Much work has been done in brightening up the Twingo’s cabin to make the Renaultsport 133, but the effect is more that of a plain Jane who has run amok through Accessorise, rather than an effortlessly natural beauty.

There are the obligatory chunky sports seats, vivid orange seatbelts, a rev-counter mounted as a pod on top of the steering column, aluminium pedal facings and the ubiquitous Renaultsport logo.

The chunky sports seats hold your body well during cornering

Ergonomically it’s something of a mess, too.

The speedo (sited left of centre in the middle of the dash) falls far from your natural sight line, the small number of switches are scattered around the cabin and if you can find the switch that deactivates the ESP without first referring to the handbook, you’re one up on us.

Then there’s the driving position, which echoes that of the old Clio; there’s not enough rearward travel on the seat, you sit curiously high in the car and the steering column, which adjusts for rake only, will prove too far away for tall drivers.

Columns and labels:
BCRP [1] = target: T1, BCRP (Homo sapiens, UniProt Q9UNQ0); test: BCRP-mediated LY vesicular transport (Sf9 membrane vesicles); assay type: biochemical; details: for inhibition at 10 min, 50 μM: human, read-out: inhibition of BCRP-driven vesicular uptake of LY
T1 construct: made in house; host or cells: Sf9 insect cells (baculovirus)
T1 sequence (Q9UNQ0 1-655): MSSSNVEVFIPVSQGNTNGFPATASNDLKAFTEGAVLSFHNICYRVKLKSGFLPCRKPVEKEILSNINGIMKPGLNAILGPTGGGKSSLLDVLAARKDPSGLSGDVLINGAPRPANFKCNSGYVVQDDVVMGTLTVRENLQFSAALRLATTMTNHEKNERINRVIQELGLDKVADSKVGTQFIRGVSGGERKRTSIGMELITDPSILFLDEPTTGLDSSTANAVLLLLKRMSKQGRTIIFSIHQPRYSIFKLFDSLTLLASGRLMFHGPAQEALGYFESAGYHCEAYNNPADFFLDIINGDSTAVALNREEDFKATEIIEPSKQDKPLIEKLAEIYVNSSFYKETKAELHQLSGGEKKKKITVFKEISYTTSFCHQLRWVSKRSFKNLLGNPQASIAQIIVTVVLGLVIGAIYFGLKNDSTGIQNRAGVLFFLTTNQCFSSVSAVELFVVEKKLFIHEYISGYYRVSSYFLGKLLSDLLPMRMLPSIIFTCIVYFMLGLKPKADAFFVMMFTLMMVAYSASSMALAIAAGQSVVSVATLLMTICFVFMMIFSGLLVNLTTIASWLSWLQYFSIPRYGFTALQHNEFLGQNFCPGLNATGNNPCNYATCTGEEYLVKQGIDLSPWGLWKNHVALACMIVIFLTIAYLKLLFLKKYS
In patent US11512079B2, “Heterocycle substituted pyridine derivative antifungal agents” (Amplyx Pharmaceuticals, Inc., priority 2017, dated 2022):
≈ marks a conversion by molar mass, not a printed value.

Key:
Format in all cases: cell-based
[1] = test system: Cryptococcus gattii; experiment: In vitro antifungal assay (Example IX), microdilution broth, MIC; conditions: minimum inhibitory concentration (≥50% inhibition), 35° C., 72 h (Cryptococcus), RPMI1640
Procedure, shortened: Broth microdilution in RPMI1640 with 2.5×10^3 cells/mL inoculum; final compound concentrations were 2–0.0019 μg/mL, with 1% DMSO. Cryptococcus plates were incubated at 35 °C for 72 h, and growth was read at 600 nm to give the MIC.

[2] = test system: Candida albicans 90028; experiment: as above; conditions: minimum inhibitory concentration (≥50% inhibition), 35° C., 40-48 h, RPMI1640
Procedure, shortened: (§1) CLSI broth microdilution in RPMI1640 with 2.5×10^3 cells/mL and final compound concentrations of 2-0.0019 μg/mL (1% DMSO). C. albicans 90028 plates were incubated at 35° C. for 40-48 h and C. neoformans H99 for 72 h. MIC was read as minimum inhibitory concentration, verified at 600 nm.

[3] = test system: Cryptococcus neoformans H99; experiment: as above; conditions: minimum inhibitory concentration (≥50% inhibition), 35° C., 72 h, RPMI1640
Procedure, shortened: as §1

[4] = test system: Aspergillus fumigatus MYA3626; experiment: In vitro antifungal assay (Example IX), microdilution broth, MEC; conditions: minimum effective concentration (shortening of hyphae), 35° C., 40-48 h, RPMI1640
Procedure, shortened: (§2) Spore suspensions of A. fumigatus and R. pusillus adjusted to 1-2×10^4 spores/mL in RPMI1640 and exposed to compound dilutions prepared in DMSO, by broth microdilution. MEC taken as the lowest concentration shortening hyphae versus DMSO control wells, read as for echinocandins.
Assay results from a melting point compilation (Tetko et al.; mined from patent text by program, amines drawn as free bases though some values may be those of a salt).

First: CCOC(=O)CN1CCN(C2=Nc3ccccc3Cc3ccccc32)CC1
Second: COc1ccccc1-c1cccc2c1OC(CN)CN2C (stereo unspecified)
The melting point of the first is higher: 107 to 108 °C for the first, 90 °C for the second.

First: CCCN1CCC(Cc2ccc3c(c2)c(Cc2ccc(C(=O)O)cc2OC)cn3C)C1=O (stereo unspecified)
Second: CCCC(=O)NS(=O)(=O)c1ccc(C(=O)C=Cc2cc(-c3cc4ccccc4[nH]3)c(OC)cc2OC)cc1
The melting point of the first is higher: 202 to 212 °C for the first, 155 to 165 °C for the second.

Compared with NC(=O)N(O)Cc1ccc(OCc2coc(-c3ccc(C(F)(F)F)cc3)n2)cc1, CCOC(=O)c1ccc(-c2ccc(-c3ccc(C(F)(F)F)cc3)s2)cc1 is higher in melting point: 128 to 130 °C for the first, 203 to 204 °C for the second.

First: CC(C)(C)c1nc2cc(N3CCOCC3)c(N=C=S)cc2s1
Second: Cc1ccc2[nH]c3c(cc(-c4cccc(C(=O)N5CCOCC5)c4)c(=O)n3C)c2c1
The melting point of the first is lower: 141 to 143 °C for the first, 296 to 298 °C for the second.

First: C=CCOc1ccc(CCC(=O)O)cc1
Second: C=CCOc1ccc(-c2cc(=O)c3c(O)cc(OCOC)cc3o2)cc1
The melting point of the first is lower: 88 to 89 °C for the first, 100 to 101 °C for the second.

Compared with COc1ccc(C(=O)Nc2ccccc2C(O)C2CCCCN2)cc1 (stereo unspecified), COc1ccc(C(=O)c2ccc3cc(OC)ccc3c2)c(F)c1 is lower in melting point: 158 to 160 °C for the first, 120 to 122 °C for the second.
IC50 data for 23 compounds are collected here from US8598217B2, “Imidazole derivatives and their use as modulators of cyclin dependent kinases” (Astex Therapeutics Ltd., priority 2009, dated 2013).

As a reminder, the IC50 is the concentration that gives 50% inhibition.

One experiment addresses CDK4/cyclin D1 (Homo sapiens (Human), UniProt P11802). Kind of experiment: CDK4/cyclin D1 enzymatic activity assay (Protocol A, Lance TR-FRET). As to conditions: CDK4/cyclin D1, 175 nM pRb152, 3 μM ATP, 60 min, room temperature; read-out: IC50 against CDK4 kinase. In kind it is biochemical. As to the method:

There’s not much stowage space on board, you’ll need to pay extra if you want to connect your iPod. The single-slot CD stereo system provides distinctly mediocre sound reproduction.

A total disaster, then? By no means. The Twingo does rather well in the one area you’d expect it to fall flat on its face: it’s really quite spacious. Access to the rear is not easy and often confounded by those orange belts, but the front seats roll a long way forward and then remember their way back to the original positions.

There’s more than adequate headroom for even very tall passengers and even sufficient legroom for short journeys. Moreover, the individual rear seats don’t just fold, they recline and slide forward too, doing wonders for the boot capacity. 


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